Members are at the heart of the Pontypridd YMCA community.
Members paid to take part in the YMCA activities. Membership information was recorded as far back 1905 and until 2015. There are detailed records of people using the gyms in more recent years. For the gym you could pay per class, monthly or even annually. Same for the nursery; some children paid weekly or monthly whereas certain children only came on the odd day here and there. E Magor wrote on her membership card in 1998 when she was 12 years old that her interests were: “Boys, computers, sports and music”.
In 1998 the price of a membership was £2 and it was either paid in full or paid over rates of 20 pence. All rates were marked and dated on the back of the membership card and when fully paid, marked paid up member. In the later years, people were less-so members of the YMCA, and more-so participants for single events or single sports. Certain things remained, such as the Craft Club that is still going strong. It had its first gathering in 1987 and celebrated its 30th birthday in 2017.
Before 1980, a membership with the YMCA was not just a place for extracurricular activities. Membership cards from the 1960s have notes of “home visits,” evidencing that those employed at the organisation were keen to make sure the children were fine at home to secure all round well being.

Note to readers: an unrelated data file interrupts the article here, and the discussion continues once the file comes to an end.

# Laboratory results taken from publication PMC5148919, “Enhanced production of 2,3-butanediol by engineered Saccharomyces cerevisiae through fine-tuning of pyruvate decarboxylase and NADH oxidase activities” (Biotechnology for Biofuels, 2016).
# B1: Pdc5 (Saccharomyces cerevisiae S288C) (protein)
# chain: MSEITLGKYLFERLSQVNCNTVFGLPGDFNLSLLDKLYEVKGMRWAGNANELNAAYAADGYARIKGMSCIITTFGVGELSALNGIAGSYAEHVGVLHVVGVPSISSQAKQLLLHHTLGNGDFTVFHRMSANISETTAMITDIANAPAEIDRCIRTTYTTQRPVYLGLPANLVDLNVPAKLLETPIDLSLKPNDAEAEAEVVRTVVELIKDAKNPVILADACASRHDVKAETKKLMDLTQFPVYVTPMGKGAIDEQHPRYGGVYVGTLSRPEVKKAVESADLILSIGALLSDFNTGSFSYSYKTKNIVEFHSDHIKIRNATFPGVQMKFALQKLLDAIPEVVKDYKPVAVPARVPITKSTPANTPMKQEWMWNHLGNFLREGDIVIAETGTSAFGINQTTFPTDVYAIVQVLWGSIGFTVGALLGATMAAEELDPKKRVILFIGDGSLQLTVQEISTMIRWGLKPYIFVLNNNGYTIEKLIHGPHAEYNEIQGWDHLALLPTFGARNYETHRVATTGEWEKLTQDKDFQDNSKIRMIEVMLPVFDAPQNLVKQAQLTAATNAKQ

Membership cards had room for remarks and from 1962 these following things were noted: someone was “a pain in the neck” and “a menace” and another one says “talks too much.” The first ever recorded member to be suspended was noted in the minutes for the General Committee on 31st of March 1905, but we are not told as to why this member had to leave.
There were more members who got suspended for various reasons. Some cards only say “suspended” and do not tell us why. Another says “suspended for throwing chess pieces around lounge” and one person was suspended on more than one occasion and then reinstated, presumably for good behaviour! Someone was suspended for using “foul language” and more than one for “fighting in Taff Street.” A member who joined 1965 was suspended for “two months for pulling out telephone wires” and suspended for three months in 1964 for “letting off fireworks in building.” In 1963 two boys were caught stealing from Boots, which resulted in home visits. Not all members had a record of bad behaviour. Notes such as “good lad” are recorded and in 1963, a fourteen year old was described as a “good helper” on his membership card.
Employees and committees
Throughout the years, many employees have come and gone. The board has changed, the manager has changed, more employees were hired when the gym was put in and so on so forth. People from clubs and groups would continue their involvement with the organisation by joining the board. When the New Building was ready in July 1910, the house and finance committee discuss the appointment of staff. Committees were formed when the New Building opened in June 1910; House and Finance, Religious Work, Educational, Physical Work, Social Work, Boys Department, Buildings Portfolio and Lettings.